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His history of previous ankle injuries is a predisposing factor for future ankle injuries. But, that’s not the only thing working against Conner. The first issue is his contract, which is set to expire at the end of the 2020 season. Inherently, this creates risk for any player, but The Athletic’s Ed Bouchette, who covers the Steelers, recently predicted that the team would not sign Conner to an extension, making him an unrestricted free agent in 2021.

In this same article, Bouchette predicts the team will draft a rookie RB in the 2020 NFL Draft. Now, if they draft a 6th round rookie, then it’s no big deal and Conner should remain “the guy” for at least 2020. Fortunately for Conner, the team doesn’t own a 1st round pick, but they do have a 2nd and a 3rd round pick. There’s a good chance the team selects an RB with one of these two picks, and did I mention that this 2020 draft class is really good?

Conner could be another fantasy stud in 2020, but the durability concerns and the lack of long term certainty have me passing on this running back in dynasty startups.

3. Ronald Jones, Tampa Bay Buccaneers

On a recent episode of the Fantasy Footballers Podcast, Andy, Mike, and Jason debated whether or not the Tampa Bay Buccaneers would draft an RB to be their starter in 2020.  I tend to think they will given the lack of RB production over the past couple of seasons and the lack of the ability of one back to take over as the lead guy in that backfield.

Another red flag for Ronald Jones is that Bruce Arians has been vocal this offseason that he wants to add a pass-catching running back. Now, I’m not here to debate whether or not Jones can catch the football, but his track record leaves room for debate. In his two NFL seasons, Jones has caught 38 passes. During his time in college at USC, he caught a total of 32 passes in three seasons. In 2019, Bruce Arians chose to utilize Dare Ogunbowale as more of the pass-catching back, as he saw a 7.7% target share compared to Jones’ 6.6%.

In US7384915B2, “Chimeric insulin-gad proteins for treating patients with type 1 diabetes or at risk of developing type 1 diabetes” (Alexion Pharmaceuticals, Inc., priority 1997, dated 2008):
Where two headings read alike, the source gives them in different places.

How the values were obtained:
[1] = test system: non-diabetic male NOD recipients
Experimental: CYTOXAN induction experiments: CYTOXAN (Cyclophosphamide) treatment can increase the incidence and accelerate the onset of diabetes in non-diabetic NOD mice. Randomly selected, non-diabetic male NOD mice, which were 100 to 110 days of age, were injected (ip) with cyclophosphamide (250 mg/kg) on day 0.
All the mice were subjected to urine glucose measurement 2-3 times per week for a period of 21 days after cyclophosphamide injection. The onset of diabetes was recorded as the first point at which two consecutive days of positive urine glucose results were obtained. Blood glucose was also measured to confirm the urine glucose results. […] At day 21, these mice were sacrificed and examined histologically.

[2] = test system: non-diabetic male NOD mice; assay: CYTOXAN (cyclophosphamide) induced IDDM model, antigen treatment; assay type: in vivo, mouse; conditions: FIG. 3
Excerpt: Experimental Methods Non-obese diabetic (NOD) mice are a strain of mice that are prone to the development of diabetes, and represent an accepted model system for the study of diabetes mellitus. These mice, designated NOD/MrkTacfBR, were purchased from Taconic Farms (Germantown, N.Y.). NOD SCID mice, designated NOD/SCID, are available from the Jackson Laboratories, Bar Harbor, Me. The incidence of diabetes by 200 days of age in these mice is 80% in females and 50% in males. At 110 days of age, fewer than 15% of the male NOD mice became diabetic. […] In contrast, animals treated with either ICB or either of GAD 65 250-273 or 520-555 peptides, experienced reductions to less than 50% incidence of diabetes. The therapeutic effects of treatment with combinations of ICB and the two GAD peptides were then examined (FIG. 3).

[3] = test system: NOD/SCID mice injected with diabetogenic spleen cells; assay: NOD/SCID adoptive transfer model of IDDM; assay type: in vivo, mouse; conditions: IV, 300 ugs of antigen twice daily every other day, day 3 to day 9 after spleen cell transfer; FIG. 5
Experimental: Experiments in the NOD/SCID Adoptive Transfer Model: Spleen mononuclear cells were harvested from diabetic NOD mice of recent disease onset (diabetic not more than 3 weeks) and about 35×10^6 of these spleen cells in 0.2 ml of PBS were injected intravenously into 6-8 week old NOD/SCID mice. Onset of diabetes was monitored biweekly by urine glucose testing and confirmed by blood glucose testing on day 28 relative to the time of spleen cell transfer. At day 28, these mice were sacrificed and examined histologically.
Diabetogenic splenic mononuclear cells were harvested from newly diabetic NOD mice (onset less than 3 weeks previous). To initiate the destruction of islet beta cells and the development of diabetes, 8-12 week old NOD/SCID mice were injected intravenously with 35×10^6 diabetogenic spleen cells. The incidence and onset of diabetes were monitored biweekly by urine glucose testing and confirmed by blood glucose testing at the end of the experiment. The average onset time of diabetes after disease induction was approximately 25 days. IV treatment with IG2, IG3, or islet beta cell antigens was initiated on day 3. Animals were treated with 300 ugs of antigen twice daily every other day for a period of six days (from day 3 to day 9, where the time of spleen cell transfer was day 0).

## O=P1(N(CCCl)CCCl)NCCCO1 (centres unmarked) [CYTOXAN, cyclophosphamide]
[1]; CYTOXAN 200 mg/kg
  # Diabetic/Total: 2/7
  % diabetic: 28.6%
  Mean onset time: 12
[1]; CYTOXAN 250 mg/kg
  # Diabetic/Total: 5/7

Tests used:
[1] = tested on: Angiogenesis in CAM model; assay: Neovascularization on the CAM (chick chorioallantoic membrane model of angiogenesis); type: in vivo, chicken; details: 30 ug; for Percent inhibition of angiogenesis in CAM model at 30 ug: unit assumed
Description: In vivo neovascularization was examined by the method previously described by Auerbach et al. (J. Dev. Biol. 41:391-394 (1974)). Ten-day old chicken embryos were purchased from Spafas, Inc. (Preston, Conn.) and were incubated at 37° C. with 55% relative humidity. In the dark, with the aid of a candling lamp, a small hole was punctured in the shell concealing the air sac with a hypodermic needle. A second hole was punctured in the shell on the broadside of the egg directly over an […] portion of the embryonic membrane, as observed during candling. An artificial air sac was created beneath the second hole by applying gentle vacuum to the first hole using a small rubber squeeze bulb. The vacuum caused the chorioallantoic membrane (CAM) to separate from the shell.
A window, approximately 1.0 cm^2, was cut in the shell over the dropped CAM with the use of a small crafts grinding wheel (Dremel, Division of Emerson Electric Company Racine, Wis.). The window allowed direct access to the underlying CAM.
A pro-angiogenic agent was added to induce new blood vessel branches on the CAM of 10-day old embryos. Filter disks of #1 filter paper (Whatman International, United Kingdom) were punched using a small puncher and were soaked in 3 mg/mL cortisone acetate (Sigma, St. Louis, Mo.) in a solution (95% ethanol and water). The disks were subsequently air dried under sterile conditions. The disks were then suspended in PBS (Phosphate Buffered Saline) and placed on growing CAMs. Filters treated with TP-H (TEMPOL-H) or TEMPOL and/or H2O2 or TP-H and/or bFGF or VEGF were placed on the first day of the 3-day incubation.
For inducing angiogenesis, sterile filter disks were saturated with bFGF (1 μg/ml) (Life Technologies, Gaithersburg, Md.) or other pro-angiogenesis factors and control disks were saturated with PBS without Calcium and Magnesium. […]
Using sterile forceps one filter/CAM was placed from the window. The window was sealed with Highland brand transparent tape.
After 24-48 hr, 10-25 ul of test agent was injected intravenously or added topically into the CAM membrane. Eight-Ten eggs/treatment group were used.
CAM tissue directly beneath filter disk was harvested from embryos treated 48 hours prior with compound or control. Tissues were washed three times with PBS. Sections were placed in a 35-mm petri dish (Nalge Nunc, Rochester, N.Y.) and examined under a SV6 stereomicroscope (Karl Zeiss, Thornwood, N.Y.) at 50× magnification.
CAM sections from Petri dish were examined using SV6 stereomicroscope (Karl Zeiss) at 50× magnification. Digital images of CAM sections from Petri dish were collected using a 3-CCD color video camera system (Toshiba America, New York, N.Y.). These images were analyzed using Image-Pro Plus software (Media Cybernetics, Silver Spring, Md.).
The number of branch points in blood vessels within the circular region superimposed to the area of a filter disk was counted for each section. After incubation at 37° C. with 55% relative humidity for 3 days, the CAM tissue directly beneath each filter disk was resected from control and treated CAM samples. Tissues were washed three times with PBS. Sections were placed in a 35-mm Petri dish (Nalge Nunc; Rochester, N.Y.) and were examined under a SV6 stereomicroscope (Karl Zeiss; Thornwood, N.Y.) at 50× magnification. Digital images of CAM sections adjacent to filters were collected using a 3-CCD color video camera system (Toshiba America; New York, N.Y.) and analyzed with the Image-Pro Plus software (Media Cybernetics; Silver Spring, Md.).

According to Football Outsiders, the Tampa Bay offensive line ranked 23rd in run blocking last season, suggesting that if the team needs to address the offensive line early in the 2020 NFL Draft. If they don’t, Jones (and potentially any RB on that roster) will continue to struggle to move the ball behind a bad offensive line. Even with a rookie starting lineman upgrade, the line is likely to remain subpar in 2020, which could spell bad news for newly signed 43-year-old Tom Brady…unless he has a reliable pass-catcher out of the backfield. Let’s not forget, Tom Brady made James White fantasy football’s RB8 in 2018.

As of now, Jones is the lead back in the offense, but he’s very likely to have to battle a rookie to keep his starting job. After all, Bruce Arians was not the head coach when the Bucs drafted Ronald Jones in 2018. There’s a very real scenario that Arians goes out and gets his guy. After all, the Bucs have met with 11, yes eleven, rookie running backs so far this offseason. It’s not a matter of if, it’s a matter of when the Bucs take an RB. If they draft one in the first two or three rounds, Jones’ days as Tampa’s starter could be numbered.